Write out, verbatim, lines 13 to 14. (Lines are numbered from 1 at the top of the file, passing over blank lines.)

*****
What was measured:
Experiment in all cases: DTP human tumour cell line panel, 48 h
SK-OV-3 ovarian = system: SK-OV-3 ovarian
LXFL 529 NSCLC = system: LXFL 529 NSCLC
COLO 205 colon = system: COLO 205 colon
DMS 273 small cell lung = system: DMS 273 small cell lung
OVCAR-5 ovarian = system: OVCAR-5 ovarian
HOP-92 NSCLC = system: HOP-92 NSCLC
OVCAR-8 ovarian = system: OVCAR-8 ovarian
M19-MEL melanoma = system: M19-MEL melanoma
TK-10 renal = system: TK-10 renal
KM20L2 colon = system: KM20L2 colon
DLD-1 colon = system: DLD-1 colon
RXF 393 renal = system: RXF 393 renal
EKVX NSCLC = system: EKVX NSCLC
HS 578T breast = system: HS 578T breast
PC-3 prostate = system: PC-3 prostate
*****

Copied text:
DLD-1 colon = system: DLD-1 colon
RXF 393 renal = system: RXF 393 renal